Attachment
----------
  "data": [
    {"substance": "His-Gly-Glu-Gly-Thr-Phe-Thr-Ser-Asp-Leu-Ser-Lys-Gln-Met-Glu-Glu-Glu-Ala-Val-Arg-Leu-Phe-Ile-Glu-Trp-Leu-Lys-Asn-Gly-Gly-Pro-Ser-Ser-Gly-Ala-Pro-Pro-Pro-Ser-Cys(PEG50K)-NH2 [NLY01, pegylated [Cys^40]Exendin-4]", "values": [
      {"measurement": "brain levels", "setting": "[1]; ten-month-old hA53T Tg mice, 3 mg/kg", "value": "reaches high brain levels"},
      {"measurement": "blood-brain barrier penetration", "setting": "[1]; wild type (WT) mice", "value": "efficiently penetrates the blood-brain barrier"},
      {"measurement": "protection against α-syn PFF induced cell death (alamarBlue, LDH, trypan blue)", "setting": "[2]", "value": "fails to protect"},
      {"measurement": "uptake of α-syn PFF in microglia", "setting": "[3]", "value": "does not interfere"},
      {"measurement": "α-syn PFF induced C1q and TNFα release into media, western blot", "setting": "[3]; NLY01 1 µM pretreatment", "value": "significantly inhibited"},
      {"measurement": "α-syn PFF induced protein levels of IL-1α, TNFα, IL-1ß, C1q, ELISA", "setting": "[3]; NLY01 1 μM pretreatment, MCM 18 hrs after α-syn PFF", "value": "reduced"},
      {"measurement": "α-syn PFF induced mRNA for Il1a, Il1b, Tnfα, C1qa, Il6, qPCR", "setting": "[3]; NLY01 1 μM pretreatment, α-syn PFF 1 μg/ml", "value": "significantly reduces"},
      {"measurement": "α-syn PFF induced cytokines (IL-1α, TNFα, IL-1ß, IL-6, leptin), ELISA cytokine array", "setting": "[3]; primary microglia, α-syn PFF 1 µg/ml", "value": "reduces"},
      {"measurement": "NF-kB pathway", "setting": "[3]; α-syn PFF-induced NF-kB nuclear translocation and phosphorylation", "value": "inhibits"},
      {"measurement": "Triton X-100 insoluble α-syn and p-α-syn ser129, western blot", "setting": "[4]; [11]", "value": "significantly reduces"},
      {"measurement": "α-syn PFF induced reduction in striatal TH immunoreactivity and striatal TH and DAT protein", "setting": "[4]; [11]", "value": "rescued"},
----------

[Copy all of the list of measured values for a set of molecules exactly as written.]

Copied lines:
  "data": [
    {"substance": "His-Gly-Glu-Gly-Thr-Phe-Thr-Ser-Asp-Leu-Ser-Lys-Gln-Met-Glu-Glu-Glu-Ala-Val-Arg-Leu-Phe-Ile-Glu-Trp-Leu-Lys-Asn-Gly-Gly-Pro-Ser-Ser-Gly-Ala-Pro-Pro-Pro-Ser-Cys(PEG50K)-NH2 [NLY01, pegylated [Cys^40]Exendin-4]", "values": [
      {"measurement": "brain levels", "setting": "[1]; ten-month-old hA53T Tg mice, 3 mg/kg", "value": "reaches high brain levels"},
      {"measurement": "blood-brain barrier penetration", "setting": "[1]; wild type (WT) mice", "value": "efficiently penetrates the blood-brain barrier"},
      {"measurement": "protection against α-syn PFF induced cell death (alamarBlue, LDH, trypan blue)", "setting": "[2]", "value": "fails to protect"},
      {"measurement": "uptake of α-syn PFF in microglia", "setting": "[3]", "value": "does not interfere"},
      {"measurement": "α-syn PFF induced C1q and TNFα release into media, western blot", "setting": "[3]; NLY01 1 µM pretreatment", "value": "significantly inhibited"},
      {"measurement": "α-syn PFF induced protein levels of IL-1α, TNFα, IL-1ß, C1q, ELISA", "setting": "[3]; NLY01 1 μM pretreatment, MCM 18 hrs after α-syn PFF", "value": "reduced"},
      {"measurement": "α-syn PFF induced mRNA for Il1a, Il1b, Tnfα, C1qa, Il6, qPCR", "setting": "[3]; NLY01 1 μM pretreatment, α-syn PFF 1 μg/ml", "value": "significantly reduces"},
      {"measurement": "α-syn PFF induced cytokines (IL-1α, TNFα, IL-1ß, IL-6, leptin), ELISA cytokine array", "setting": "[3]; primary microglia, α-syn PFF 1 µg/ml", "value": "reduces"},
      {"measurement": "NF-kB pathway", "setting": "[3]; α-syn PFF-induced NF-kB nuclear translocation and phosphorylation", "value": "inhibits"},
      {"measurement": "Triton X-100 insoluble α-syn and p-α-syn ser129, western blot", "setting": "[4]; [11]", "value": "significantly reduces"},
      {"measurement": "α-syn PFF induced reduction in striatal TH immunoreactivity and striatal TH and DAT protein", "setting": "[4]; [11]", "value": "rescued"},